The number of foreign tourists visiting Japan from January to November hit a record high for the 11-month period, but it remains highly unlikely that the Japanese government’s annual target of attracting 10 million tourists will be achieved, a Japan National Tourism Organization survey showed Wednesday.
The number of foreign visitors to Japan during the reporting period surged 29.2% from the corresponding period last year to 7,963,000, according to the organization.
To achieve the government target of 10 million tourists in 2010, Japan would need to attract over 2 million tourists in December. But considering that the largest number of tourists for a single month this year was 878,582 in July, it is highly unlikely that the target will be reached.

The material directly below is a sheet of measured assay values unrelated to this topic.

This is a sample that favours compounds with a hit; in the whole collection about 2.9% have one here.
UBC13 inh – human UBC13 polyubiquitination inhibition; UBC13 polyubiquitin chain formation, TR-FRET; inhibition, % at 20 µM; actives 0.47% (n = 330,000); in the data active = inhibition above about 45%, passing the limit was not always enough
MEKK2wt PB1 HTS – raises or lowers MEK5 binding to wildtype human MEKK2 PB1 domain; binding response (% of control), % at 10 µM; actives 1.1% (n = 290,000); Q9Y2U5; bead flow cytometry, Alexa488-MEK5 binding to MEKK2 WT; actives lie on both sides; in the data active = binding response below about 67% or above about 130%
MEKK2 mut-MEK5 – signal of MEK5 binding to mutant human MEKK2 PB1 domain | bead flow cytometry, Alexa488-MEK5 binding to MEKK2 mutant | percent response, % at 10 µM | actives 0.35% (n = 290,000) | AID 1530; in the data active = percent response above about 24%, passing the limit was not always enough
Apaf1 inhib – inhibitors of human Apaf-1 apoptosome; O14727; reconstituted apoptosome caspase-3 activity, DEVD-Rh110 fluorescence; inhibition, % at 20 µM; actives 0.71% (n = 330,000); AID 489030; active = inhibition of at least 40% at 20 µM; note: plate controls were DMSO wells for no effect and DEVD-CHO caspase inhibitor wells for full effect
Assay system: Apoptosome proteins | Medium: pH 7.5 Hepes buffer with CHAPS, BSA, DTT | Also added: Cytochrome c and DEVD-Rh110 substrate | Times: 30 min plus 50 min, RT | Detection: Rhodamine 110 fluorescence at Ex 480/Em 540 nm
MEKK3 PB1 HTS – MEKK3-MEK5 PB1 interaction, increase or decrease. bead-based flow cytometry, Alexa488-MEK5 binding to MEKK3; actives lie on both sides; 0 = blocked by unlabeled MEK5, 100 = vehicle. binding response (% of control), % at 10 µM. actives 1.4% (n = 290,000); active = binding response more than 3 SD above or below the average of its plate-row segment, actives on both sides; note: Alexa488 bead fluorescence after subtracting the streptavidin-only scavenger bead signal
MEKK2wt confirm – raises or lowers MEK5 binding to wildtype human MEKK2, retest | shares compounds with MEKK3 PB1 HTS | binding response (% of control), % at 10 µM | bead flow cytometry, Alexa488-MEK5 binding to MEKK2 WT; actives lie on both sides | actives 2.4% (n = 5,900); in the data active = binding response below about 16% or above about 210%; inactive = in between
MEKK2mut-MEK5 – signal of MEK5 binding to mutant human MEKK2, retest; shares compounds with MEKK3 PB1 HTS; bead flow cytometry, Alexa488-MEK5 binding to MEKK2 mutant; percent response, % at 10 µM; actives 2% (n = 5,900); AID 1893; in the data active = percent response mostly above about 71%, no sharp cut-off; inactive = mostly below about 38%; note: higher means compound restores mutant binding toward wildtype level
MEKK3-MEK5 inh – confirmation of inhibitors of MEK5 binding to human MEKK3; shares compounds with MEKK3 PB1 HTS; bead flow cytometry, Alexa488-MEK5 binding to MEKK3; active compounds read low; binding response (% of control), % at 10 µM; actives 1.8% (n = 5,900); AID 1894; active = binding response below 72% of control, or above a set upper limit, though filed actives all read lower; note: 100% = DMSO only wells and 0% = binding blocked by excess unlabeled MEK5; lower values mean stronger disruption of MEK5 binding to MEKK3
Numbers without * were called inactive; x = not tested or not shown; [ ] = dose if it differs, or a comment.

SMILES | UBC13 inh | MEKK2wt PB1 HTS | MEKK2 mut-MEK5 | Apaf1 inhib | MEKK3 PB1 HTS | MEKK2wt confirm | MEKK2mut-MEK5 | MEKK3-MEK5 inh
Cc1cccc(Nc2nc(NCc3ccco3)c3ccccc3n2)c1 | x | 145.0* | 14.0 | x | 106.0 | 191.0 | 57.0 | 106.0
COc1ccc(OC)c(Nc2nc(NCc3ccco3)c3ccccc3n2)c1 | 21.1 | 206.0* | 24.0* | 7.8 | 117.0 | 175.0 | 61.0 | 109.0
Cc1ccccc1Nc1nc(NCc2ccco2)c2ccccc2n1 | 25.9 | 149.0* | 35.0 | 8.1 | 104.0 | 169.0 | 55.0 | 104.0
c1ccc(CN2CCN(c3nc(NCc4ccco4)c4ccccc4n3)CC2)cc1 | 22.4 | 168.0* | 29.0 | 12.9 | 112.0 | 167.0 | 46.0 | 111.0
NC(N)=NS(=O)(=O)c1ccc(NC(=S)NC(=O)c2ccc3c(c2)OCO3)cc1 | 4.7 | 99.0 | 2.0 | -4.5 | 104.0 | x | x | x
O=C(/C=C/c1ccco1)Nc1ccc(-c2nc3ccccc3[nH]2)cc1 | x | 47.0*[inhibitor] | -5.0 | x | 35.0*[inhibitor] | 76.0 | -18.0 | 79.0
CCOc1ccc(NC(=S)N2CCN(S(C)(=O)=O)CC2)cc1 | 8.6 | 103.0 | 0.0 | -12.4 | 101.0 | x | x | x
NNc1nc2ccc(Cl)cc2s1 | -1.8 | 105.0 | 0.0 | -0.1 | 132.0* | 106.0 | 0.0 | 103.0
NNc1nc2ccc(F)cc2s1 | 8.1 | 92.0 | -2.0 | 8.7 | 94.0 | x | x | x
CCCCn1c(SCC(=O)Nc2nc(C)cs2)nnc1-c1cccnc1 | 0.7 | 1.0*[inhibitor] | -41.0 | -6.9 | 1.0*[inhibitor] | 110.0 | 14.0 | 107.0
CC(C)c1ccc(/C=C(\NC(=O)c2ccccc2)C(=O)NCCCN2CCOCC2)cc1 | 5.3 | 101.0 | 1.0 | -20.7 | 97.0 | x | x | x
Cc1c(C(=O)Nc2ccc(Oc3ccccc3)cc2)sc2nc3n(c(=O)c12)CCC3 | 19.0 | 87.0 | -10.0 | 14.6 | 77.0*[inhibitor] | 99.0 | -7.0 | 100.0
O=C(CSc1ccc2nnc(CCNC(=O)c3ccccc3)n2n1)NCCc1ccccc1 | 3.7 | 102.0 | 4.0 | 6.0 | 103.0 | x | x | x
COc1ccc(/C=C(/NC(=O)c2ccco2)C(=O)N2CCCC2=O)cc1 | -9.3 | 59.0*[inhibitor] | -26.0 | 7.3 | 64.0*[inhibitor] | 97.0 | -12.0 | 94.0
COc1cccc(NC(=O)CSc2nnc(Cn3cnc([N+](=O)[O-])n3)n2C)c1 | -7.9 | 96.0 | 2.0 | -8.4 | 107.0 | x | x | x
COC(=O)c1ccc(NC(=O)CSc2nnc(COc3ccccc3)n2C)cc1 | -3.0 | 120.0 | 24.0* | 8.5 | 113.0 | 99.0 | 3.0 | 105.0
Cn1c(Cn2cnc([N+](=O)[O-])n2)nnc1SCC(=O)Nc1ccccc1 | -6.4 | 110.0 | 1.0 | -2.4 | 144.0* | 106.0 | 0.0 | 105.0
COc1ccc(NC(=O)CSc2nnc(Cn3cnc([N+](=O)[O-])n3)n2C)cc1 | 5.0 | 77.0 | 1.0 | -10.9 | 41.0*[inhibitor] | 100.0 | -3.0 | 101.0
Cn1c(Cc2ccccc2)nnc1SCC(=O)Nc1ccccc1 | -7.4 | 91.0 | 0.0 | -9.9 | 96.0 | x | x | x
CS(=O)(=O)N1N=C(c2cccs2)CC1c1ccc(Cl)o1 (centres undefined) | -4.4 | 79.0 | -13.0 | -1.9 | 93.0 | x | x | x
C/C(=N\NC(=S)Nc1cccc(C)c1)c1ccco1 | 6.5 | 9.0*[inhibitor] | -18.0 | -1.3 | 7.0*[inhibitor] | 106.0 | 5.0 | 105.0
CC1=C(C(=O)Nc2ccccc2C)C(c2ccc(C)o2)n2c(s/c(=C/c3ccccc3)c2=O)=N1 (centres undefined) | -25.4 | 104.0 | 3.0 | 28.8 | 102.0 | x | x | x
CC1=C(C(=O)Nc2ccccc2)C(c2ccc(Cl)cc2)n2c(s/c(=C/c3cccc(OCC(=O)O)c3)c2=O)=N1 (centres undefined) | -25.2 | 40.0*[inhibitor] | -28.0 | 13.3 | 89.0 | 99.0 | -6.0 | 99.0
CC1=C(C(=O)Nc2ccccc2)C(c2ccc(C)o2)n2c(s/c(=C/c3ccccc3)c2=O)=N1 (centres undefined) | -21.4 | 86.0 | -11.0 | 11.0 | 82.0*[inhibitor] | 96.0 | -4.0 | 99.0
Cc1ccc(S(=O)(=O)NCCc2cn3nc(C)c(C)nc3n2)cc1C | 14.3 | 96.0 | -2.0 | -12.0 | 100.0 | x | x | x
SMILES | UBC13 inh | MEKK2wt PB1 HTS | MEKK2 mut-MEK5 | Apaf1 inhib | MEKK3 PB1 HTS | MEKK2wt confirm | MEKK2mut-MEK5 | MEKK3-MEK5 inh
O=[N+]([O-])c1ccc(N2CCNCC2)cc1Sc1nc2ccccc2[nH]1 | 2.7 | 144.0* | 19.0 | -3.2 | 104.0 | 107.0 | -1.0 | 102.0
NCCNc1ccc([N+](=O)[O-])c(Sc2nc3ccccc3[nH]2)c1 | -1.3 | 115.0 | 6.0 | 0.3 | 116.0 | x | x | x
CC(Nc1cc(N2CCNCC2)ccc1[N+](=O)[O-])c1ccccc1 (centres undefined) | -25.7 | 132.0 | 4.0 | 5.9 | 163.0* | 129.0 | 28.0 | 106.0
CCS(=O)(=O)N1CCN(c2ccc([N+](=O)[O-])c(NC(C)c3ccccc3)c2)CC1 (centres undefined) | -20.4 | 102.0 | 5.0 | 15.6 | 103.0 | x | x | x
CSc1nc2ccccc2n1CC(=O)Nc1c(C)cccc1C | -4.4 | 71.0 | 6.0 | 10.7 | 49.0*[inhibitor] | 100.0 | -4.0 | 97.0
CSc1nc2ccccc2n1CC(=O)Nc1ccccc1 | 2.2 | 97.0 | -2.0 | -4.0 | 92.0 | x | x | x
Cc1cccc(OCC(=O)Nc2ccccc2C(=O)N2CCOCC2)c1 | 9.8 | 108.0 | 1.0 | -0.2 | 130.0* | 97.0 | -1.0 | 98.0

‘‘It is extremely difficult’’ to achieve the target, Hiroshi Mizohata, the head of the organization, said at a press conference. ‘‘Contributing factors are a fall in the number of tourists from China and Hong Kong after the collisions between Chinese and Japanese vessels (in disputed waters) and the yen’s appreciation.’‘
Still, it is almost certain that the number of foreign visitors to Japan this year will surpass the record high of 8.35 million marked in 2008.
The number of Chinese visitors has slowed in the face of bilateral tension triggered by the maritime collisions near the disputed Senkaku Islands in September, with a 1.8% year-on-year decline in October and a 15.9% fall in November.
‘‘The downtrend (in Chinese visitors) is expected to continue for some time,’’ an organization official said. ‘‘We will run promotional campaigns ahead of the Chinese New Year holiday season in February.’‘
In November alone, the number of foreign visitors to Japan rose 12.4% to 635,000, marking the 13th consecutive month of growth.